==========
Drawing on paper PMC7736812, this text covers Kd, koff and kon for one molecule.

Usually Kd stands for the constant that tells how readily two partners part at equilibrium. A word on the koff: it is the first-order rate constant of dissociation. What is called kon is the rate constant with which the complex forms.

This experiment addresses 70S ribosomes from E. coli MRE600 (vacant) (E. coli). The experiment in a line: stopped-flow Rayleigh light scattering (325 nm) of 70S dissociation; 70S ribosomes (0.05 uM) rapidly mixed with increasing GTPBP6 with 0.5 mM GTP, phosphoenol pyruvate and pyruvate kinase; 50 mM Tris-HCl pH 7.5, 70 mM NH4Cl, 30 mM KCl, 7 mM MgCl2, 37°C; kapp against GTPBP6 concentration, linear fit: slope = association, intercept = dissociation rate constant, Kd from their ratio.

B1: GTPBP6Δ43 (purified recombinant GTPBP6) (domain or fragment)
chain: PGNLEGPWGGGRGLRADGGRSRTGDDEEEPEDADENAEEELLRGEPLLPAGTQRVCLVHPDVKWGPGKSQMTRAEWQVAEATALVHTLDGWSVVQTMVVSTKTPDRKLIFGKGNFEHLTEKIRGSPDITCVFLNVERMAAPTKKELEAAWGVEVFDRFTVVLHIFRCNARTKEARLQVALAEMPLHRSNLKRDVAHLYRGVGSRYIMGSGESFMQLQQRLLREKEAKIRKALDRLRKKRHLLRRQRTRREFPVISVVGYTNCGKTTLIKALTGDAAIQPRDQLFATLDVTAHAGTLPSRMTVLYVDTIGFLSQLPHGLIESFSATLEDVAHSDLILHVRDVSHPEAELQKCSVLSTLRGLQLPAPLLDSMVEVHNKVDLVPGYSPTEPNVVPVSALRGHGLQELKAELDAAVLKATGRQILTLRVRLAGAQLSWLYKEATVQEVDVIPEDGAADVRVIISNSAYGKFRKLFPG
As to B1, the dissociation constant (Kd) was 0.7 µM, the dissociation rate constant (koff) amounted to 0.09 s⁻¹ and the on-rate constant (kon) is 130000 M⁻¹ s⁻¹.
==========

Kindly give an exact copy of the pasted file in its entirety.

Drawing on paper PMC7736812, this text covers Kd, koff and kon for one molecule.

Usually Kd stands for the constant that tells how readily two partners part at equilibrium. A word on the koff: it is the first-order rate constant of dissociation. What is called kon is the rate constant with which the complex forms.

This experiment addresses 70S ribosomes from E. coli MRE600 (vacant) (E. coli). The experiment in a line: stopped-flow Rayleigh light scattering (325 nm) of 70S dissociation; 70S ribosomes (0.05 uM) rapidly mixed with increasing GTPBP6 with 0.5 mM GTP, phosphoenol pyruvate and pyruvate kinase; 50 mM Tris-HCl pH 7.5, 70 mM NH4Cl, 30 mM KCl, 7 mM MgCl2, 37°C; kapp against GTPBP6 concentration, linear fit: slope = association, intercept = dissociation rate constant, Kd from their ratio.

B1: GTPBP6Δ43 (purified recombinant GTPBP6) (domain or fragment)
chain: PGNLEGPWGGGRGLRADGGRSRTGDDEEEPEDADENAEEELLRGEPLLPAGTQRVCLVHPDVKWGPGKSQMTRAEWQVAEATALVHTLDGWSVVQTMVVSTKTPDRKLIFGKGNFEHLTEKIRGSPDITCVFLNVERMAAPTKKELEAAWGVEVFDRFTVVLHIFRCNARTKEARLQVALAEMPLHRSNLKRDVAHLYRGVGSRYIMGSGESFMQLQQRLLREKEAKIRKALDRLRKKRHLLRRQRTRREFPVISVVGYTNCGKTTLIKALTGDAAIQPRDQLFATLDVTAHAGTLPSRMTVLYVDTIGFLSQLPHGLIESFSATLEDVAHSDLILHVRDVSHPEAELQKCSVLSTLRGLQLPAPLLDSMVEVHNKVDLVPGYSPTEPNVVPVSALRGHGLQELKAELDAAVLKATGRQILTLRVRLAGAQLSWLYKEATVQEVDVIPEDGAADVRVIISNSAYGKFRKLFPG
As to B1, the dissociation constant (Kd) was 0.7 µM, the dissociation rate constant (koff) amounted to 0.09 s⁻¹ and the on-rate constant (kon) is 130000 M⁻¹ s⁻¹.